For the first time in a decade, the epic fantasy comic series Elfquest is updating. And for the first time in its 35 years of existence, it’s posting new content entirely online, thanks to an arrangement with popular blog BoingBoing.
Creators Richard and Wendy Pini announced on Wednesday that the beloved fantasy series was returning for one last run, "The Final Quest," and that new issues would begin Monday Sept. 10: In a press release, the Pinis stated they were excited for what came next.
"Wendy and I never set out, thirty-five years ago, to take the indie comics world by storm," said Richard Pini. "But there the history is, in the sales and—more importantly—in the fandom that's stayed with us.”
The partnership with BoingBoing represents a number of firsts for both sites: first time the popular series has gone digital-only, and the first time BoingBoing has published a serial comic narrative. But that’s nothing new for Elfquest, known for having the first regular female collaborator on a comic series, as well as being one of the first independent comics to gain wide popularity.
The various elf tribes, which are both based on and expansions of Tolkien’s Lothlorien, have spawned decades of fanart and fanfiction. The Elfquest forum alone boasts over half a million posts, not counting the Usenet archives. There’s even a board game.
“The feral, omnisexual, hallucinogen-guzzling protagonists aren’t Tolkien-derived clichés, but a freakish medley of european lore, native american myth and hippy free love,” writes BoingBoing’s Rob Beschizza. Major fantasy publisher Tor cites Elfquest's “deliciously productive set of Elven tropes” as a reason for its breakout success, especially among female readers.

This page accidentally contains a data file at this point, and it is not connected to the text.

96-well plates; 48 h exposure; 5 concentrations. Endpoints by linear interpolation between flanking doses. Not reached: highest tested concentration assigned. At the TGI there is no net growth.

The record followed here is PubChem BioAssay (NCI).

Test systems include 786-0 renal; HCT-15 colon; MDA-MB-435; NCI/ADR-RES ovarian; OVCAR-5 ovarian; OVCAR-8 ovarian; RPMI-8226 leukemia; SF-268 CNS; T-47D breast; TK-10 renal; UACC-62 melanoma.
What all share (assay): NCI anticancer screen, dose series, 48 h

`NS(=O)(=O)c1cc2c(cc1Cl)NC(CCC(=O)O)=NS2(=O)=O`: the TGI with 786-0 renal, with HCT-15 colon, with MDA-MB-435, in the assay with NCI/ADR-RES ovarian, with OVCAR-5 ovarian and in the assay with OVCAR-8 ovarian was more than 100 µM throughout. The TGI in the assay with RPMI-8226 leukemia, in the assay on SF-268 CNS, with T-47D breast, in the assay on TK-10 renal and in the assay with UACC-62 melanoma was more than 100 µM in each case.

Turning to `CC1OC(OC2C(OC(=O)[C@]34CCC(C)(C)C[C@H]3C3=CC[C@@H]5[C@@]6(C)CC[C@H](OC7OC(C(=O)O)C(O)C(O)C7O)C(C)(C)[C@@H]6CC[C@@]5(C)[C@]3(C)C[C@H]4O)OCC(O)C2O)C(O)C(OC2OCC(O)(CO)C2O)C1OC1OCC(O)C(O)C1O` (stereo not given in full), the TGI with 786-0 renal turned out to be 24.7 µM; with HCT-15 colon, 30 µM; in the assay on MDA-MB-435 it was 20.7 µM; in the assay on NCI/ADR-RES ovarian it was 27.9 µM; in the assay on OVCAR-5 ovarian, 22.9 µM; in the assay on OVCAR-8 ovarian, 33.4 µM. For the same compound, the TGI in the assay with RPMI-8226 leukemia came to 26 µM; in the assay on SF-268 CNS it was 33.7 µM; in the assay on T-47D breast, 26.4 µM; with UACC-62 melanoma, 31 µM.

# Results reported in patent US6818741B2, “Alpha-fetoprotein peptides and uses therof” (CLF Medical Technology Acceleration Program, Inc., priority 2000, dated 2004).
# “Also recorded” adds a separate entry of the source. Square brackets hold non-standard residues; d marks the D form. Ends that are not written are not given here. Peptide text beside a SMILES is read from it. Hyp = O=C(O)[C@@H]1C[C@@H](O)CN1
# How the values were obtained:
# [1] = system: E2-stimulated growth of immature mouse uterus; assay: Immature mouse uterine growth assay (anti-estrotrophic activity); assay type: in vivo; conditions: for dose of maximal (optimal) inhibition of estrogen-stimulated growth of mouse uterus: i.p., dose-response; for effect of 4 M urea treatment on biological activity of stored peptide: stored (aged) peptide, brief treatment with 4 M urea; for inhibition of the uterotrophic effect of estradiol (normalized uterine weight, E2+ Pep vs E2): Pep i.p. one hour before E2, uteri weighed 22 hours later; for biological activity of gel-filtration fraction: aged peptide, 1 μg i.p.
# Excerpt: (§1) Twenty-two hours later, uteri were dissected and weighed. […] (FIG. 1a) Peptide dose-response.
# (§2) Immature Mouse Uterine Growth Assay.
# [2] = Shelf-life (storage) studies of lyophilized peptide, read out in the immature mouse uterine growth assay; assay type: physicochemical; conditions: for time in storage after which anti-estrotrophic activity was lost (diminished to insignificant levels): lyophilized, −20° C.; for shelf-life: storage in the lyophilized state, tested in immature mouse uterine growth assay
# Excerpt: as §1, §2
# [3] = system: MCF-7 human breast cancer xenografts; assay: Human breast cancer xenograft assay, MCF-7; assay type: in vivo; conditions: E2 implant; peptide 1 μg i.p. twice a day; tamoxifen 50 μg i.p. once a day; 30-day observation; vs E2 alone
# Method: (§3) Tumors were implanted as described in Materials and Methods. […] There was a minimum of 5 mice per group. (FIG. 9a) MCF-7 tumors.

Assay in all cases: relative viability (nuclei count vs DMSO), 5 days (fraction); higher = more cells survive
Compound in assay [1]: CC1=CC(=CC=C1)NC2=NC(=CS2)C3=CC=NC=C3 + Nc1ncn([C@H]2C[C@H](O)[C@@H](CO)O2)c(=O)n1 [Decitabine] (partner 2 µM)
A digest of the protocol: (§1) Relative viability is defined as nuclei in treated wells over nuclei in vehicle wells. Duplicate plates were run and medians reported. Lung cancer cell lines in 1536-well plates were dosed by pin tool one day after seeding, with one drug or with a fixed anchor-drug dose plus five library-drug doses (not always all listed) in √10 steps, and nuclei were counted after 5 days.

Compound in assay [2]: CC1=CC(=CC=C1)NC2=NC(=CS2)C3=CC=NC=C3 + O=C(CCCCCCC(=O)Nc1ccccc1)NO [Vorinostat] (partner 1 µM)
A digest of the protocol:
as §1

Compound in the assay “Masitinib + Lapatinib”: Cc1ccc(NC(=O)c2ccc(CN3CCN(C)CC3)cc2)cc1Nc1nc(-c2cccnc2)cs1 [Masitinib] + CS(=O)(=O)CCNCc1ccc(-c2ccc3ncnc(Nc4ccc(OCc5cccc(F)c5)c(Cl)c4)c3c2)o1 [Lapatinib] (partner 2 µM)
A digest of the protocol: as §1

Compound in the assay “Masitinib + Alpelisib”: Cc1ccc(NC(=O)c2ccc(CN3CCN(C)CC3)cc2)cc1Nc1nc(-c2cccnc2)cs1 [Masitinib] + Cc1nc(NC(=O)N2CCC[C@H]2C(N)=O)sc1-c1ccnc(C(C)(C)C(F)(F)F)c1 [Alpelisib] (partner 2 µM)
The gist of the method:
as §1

After decades of print publication, the Pinis archived the entire vast series online in 2008, making it available for free.
“This isn't the first time that the Pinis show that their main objective is to make sure that Elfquest is always accessible to old and new fans,” said manga blogger and Elfquest fan Unjapanologist. “Releasing the new series online is sure to get Elfquest a lot more attention and a lot more new fans than if they'd tried starting over in paper publishing.”
Fans generally reacted with a mix of “Oh, wow, new Elfquest” and “Oh, no, Elfquest is ending!” Meanwhile writer/artist Wendy Pini described herself as “scared and exhilarated” for the new series, in which she promised to “wreak havok” upon familiar characters.
Fans can check out new pages of the series each Monday at BoingBoing, beginning Sep. 10.
Photo by Sikuriina/DeviantArt